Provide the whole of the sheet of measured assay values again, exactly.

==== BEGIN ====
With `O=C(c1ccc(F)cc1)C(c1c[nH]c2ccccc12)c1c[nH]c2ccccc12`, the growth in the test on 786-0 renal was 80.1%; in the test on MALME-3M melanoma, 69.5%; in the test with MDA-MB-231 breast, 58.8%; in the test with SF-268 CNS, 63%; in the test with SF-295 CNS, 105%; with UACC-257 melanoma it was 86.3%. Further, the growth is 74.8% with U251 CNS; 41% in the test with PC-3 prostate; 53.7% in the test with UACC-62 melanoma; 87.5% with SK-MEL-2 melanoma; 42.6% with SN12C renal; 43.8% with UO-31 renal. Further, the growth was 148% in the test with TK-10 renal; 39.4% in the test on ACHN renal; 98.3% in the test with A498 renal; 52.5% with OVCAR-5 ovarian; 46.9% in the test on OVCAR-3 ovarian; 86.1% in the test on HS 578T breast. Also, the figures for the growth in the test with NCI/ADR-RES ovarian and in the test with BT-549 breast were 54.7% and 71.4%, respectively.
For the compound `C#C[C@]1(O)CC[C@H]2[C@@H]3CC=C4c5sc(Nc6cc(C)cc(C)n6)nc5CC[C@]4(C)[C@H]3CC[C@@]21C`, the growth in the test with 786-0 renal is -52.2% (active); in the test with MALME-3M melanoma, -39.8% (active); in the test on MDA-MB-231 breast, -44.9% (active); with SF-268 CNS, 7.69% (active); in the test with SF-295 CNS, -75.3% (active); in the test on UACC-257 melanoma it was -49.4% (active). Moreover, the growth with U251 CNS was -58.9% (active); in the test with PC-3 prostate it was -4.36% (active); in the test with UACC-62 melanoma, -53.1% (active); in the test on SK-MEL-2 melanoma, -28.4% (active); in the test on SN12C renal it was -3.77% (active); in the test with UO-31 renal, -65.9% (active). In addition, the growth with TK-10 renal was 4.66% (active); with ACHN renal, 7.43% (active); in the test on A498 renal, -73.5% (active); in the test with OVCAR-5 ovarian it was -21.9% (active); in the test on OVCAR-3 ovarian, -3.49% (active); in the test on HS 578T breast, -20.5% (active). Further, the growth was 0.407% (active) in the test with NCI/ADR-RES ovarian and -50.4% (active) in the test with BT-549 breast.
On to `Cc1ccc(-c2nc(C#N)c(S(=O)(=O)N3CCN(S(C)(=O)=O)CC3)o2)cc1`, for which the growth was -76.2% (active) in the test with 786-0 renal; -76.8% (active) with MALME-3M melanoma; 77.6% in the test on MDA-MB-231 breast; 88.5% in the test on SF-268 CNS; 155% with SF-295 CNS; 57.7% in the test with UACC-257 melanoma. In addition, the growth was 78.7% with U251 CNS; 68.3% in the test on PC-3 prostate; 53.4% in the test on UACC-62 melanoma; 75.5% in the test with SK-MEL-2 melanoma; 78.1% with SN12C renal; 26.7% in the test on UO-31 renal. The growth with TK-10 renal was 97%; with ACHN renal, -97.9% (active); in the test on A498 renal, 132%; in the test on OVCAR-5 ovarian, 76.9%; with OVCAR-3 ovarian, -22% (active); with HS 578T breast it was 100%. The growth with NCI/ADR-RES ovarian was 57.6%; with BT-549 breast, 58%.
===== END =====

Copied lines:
With `O=C(c1ccc(F)cc1)C(c1c[nH]c2ccccc12)c1c[nH]c2ccccc12`, the growth in the test on 786-0 renal was 80.1%; in the test on MALME-3M melanoma, 69.5%; in the test with MDA-MB-231 breast, 58.8%; in the test with SF-268 CNS, 63%; in the test with SF-295 CNS, 105%; with UACC-257 melanoma it was 86.3%. Further, the growth is 74.8% with U251 CNS; 41% in the test with PC-3 prostate; 53.7% in the test with UACC-62 melanoma; 87.5% with SK-MEL-2 melanoma; 42.6% with SN12C renal; 43.8% with UO-31 renal. Further, the growth was 148% in the test with TK-10 renal; 39.4% in the test on ACHN renal; 98.3% in the test with A498 renal; 52.5% with OVCAR-5 ovarian; 46.9% in the test on OVCAR-3 ovarian; 86.1% in the test on HS 578T breast. Also, the figures for the growth in the test with NCI/ADR-RES ovarian and in the test with BT-549 breast were 54.7% and 71.4%, respectively.
For the compound `C#C[C@]1(O)CC[C@H]2[C@@H]3CC=C4c5sc(Nc6cc(C)cc(C)n6)nc5CC[C@]4(C)[C@H]3CC[C@@]21C`, the growth in the test with 786-0 renal is -52.2% (active); in the test with MALME-3M melanoma, -39.8% (active); in the test on MDA-MB-231 breast, -44.9% (active); with SF-268 CNS, 7.69% (active); in the test with SF-295 CNS, -75.3% (active); in the test on UACC-257 melanoma it was -49.4% (active). Moreover, the growth with U251 CNS was -58.9% (active); in the test with PC-3 prostate it was -4.36% (active); in the test with UACC-62 melanoma, -53.1% (active); in the test on SK-MEL-2 melanoma, -28.4% (active); in the test on SN12C renal it was -3.77% (active); in the test with UO-31 renal, -65.9% (active). In addition, the growth with TK-10 renal was 4.66% (active); with ACHN renal, 7.43% (active); in the test on A498 renal, -73.5% (active); in the test with OVCAR-5 ovarian it was -21.9% (active); in the test on OVCAR-3 ovarian, -3.49% (active); in the test on HS 578T breast, -20.5% (active). Further, the growth was 0.407% (active) in the test with NCI/ADR-RES ovarian and -50.4% (active) in the test with BT-549 breast.
On to `Cc1ccc(-c2nc(C#N)c(S(=O)(=O)N3CCN(S(C)(=O)=O)CC3)o2)cc1`, for which the growth was -76.2% (active) in the test with 786-0 renal; -76.8% (active) with MALME-3M melanoma; 77.6% in the test on MDA-MB-231 breast; 88.5% in the test on SF-268 CNS; 155% with SF-295 CNS; 57.7% in the test with UACC-257 melanoma. In addition, the growth was 78.7% with U251 CNS; 68.3% in the test on PC-3 prostate; 53.4% in the test on UACC-62 melanoma; 75.5% in the test with SK-MEL-2 melanoma; 78.1% with SN12C renal; 26.7% in the test on UO-31 renal. The growth with TK-10 renal was 97%; with ACHN renal, -97.9% (active); in the test on A498 renal, 132%; in the test on OVCAR-5 ovarian, 76.9%; with OVCAR-3 ovarian, -22% (active); with HS 578T breast it was 100%. The growth with NCI/ADR-RES ovarian was 57.6%; with BT-549 breast, 58%.